Second Chance Opportunities Expand Across the Transport Industry

In many sectors of the economy, job opportunities for those with criminal convictions in their past are not as plentiful as they are for others. Over time, this has led to the worsening of numerous social problems and blunted the impact of personal efforts at rehabilitation—when employers might quietly overlook anyone with a record, the likelihood of successfully reintegrating into society declines. These barriers can persist for years or even decades after someone exits prison.

In many states and locales across the United States, there are now specific rules meant to offer those with convictions a "fair chance." From "ban the box" laws that delay when an employer sees background information to strict guidelines for how and when a conviction can be a basis for denial, these rules in all their forms, seek to expand opportunities. However, not every state has such rules. In some industries, however, employers have begun to take a proactive approach toward recruiting and hiring individuals who have criminal records. This trend is particularly evident in the world of transportation and especially in trucking.

At a time when truck driver recruitment is more difficult than ever, keeping enough drivers on the road to maintain the supply chain is proving a serious challenge for carriers. Could loosening some of the requirements around background checks for transportation companies contribute to relieving some of the labor pressures facing the industry today?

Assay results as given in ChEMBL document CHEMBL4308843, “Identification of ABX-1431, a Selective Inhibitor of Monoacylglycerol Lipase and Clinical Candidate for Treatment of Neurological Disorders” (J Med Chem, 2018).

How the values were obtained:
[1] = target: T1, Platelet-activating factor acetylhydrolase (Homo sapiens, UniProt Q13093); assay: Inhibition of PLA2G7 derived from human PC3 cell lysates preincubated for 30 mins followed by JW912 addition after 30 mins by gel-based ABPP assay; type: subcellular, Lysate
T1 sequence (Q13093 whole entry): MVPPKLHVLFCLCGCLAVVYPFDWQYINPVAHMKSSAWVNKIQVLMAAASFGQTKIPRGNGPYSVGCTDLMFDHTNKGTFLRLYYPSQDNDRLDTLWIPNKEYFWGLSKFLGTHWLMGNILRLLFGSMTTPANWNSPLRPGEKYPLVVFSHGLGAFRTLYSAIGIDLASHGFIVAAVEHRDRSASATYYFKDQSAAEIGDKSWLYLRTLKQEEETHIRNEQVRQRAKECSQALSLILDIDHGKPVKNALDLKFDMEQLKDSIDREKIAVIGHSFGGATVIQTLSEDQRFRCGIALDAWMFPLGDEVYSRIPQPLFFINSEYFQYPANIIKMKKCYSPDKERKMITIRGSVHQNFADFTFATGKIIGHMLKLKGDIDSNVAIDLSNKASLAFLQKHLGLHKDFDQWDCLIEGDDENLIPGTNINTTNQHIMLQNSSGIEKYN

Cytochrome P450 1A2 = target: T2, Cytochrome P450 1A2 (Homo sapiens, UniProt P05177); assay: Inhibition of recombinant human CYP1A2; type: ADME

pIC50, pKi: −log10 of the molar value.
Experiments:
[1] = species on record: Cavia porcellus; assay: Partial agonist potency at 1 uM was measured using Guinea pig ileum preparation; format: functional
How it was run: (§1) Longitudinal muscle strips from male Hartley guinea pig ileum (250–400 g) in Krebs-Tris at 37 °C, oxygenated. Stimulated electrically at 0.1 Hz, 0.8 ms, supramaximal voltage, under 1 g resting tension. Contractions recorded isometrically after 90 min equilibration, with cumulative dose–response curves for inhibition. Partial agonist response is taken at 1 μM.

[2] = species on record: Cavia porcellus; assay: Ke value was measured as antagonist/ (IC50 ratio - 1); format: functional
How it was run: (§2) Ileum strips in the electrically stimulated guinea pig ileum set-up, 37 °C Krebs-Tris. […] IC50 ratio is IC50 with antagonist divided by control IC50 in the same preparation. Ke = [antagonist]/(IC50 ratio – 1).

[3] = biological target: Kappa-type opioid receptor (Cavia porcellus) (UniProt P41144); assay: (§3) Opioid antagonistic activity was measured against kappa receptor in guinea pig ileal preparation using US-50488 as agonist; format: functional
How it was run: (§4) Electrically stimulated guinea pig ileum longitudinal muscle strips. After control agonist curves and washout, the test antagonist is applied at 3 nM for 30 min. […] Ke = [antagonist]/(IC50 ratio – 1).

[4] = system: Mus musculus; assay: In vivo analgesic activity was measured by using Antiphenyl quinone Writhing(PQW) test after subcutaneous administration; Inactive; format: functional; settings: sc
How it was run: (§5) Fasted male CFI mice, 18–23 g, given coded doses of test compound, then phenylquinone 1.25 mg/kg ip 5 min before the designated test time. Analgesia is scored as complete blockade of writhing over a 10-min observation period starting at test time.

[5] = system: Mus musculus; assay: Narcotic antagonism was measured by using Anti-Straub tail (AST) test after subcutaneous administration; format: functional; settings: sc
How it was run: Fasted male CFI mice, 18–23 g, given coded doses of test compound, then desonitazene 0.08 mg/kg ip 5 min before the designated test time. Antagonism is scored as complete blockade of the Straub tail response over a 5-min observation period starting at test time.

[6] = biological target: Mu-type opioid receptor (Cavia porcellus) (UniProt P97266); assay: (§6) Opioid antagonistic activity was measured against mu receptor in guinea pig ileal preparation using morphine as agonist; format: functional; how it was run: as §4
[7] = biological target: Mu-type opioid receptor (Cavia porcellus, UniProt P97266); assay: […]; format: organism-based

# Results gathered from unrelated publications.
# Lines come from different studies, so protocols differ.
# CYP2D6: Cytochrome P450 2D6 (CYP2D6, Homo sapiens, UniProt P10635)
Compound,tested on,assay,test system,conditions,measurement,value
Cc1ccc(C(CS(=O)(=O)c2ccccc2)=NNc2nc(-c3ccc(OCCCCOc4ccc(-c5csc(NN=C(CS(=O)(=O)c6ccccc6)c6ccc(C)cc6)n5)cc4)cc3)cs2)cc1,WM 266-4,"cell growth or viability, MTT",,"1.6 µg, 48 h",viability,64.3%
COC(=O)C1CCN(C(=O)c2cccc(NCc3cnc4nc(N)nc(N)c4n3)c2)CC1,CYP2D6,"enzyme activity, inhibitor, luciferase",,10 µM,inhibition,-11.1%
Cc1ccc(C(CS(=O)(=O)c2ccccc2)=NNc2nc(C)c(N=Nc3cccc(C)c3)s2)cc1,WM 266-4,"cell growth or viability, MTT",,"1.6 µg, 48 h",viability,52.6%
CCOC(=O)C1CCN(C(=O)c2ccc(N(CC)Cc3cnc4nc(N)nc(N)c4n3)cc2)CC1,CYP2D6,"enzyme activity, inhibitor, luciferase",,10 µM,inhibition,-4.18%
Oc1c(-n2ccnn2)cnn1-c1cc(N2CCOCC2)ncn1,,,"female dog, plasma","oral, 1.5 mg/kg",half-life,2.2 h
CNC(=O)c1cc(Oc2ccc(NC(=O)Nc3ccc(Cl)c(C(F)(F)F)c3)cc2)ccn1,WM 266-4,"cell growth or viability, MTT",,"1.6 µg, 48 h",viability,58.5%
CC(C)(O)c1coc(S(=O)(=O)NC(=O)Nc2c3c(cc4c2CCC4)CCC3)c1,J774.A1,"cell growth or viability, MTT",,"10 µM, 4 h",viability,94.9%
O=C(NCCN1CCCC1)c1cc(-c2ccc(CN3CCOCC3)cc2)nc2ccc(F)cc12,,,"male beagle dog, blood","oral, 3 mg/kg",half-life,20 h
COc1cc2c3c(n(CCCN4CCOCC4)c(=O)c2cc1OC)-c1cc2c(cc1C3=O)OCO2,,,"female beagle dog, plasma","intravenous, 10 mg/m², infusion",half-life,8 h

It's possible—and even some of the biggest trucking carriers in the US have begun to experiment with such a change, including Swift, the largest carrier in the nation. Their background checks remain DOT-compliant, but employers have begun to consider more factors than simply the appearance of a criminal record. Some set requirements—such as mandating that criminal records be older than ten years—while others will consider more recent charges on a case-by-case basis.

The result is a window that continues to open wider for the formerly incarcerated. As second/fair chance laws continue to evolve and take hold, exploring new industries for fresh career opportunities could be a viable path back to normalcy for many upon completing their sentences. If less-than-spotless background checks for truck drivers no longer seem like an automatic disqualification, the pool of applicants will expand—which may bring some relief to carriers strapped for qualified drivers. 

Even in industries that support transportation, workers with criminal backgrounds have begun to find many new job openings. For example, a supplier of critical aerospace parts and components to major builders such as Boeing has successfully expanded the number of individuals they considered for hiring. In fact, one manager speaking to the Seattle Times said such workers often exhibited a stronger drive to work hard and be reliable.

Even as social attitudes around criminal records change, many employers have been reluctant to embrace such change enough to pursue hiring those with records deliberately. However, if the trucking industry has any lessons to teach us, one is clear: finding success with expanded hiring criteria is not only possible, but also already in practice.

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Michael Klazema

About Michael Klazema The author

Michael Klazema is the lead author and editor for Dallas-based with a focus on human resource and employment screening developments

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